In philosophy, the notion of intentionality has nothing to do with intentions or intending to do or not to do something. Instead, it has to do with the power of the mind and the mind's ability to be about something in the real world.
According to philosophers, mental images and beliefs are always about something while physical objects are not. I can, for example, have thoughts about a dog or about a pumpkin. But neither the dog nor the pumpkin is about anything. Therefore, my ideas about these things have intentionality while the things themselves do not.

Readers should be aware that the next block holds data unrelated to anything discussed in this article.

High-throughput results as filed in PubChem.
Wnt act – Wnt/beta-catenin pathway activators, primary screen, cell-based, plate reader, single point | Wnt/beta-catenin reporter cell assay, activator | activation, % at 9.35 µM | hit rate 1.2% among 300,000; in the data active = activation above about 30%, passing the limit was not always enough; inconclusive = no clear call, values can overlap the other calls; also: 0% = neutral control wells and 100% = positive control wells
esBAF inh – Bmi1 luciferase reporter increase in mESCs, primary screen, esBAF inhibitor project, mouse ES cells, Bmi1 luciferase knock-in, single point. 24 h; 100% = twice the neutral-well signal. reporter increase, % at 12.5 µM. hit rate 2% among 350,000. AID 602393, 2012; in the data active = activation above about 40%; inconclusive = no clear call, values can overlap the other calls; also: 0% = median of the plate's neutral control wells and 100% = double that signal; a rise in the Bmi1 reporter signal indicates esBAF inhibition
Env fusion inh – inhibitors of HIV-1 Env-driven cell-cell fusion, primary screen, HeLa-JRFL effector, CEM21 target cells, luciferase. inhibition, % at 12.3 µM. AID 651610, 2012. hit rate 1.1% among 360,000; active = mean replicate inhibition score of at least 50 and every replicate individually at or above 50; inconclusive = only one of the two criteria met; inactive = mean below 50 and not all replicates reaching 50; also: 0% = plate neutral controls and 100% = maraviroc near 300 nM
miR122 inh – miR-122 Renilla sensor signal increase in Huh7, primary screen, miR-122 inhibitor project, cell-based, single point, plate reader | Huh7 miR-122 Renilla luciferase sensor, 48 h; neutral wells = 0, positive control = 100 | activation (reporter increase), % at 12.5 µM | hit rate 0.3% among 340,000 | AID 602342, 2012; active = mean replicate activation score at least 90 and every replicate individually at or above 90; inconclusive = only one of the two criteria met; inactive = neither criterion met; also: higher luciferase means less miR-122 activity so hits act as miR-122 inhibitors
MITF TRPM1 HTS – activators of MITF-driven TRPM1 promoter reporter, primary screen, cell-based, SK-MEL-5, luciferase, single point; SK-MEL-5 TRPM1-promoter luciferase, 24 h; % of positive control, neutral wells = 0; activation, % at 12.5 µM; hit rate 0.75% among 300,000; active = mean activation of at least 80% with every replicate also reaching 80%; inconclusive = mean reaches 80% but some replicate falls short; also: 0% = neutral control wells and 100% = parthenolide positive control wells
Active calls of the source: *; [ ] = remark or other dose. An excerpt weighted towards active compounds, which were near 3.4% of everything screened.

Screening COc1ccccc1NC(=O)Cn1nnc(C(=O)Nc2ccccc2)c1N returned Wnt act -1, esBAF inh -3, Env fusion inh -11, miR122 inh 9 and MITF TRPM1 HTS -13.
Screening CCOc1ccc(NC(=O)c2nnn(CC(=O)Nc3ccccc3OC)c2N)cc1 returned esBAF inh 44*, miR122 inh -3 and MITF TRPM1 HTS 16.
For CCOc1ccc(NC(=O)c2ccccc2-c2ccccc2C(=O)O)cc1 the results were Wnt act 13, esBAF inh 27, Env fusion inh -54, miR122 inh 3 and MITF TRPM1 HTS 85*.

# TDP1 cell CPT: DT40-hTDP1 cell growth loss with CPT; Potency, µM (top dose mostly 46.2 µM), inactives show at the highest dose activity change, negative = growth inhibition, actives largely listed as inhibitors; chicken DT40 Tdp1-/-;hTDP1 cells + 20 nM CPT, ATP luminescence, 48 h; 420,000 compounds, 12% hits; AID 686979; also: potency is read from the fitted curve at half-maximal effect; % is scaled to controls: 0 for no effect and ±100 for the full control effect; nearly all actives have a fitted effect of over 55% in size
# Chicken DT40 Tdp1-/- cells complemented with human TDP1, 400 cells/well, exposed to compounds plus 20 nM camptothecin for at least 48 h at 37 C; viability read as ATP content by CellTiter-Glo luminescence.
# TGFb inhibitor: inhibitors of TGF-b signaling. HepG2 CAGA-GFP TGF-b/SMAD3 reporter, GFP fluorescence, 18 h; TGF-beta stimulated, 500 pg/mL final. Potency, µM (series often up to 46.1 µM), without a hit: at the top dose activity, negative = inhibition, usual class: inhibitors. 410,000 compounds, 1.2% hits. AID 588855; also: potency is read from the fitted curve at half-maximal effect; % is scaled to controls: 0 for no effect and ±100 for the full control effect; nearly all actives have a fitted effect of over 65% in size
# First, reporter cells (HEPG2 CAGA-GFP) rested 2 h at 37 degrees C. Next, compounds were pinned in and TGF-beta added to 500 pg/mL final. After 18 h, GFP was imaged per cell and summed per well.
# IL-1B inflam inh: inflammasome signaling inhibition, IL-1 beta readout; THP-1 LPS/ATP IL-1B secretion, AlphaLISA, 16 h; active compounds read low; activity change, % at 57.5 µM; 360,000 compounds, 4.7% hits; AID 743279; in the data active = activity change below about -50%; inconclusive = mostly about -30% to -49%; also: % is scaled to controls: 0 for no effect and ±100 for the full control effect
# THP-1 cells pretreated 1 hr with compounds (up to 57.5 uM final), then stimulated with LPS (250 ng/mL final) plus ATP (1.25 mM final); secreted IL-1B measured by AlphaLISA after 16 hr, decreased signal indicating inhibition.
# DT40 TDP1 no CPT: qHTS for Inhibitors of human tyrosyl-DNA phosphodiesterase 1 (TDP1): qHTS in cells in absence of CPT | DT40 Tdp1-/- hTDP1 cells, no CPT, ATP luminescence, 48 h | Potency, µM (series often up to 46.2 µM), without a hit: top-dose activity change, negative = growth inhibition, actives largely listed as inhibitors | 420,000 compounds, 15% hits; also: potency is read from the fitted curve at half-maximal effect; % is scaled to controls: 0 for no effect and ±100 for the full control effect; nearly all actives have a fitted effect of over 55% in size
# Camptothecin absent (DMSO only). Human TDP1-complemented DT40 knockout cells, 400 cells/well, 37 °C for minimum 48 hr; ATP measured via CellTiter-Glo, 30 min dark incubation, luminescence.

This idea of "aboutness" is called "intentionality" because of the Latin word intentio which was used to mean something like the word "concept."
Intentionality, then, is the power of the mind to have concepts. It is the mind's ability to think about things, to hate things or to love things or to want things. In each case, the mind has the ability to create a concept of the thing. That ability is intentionality.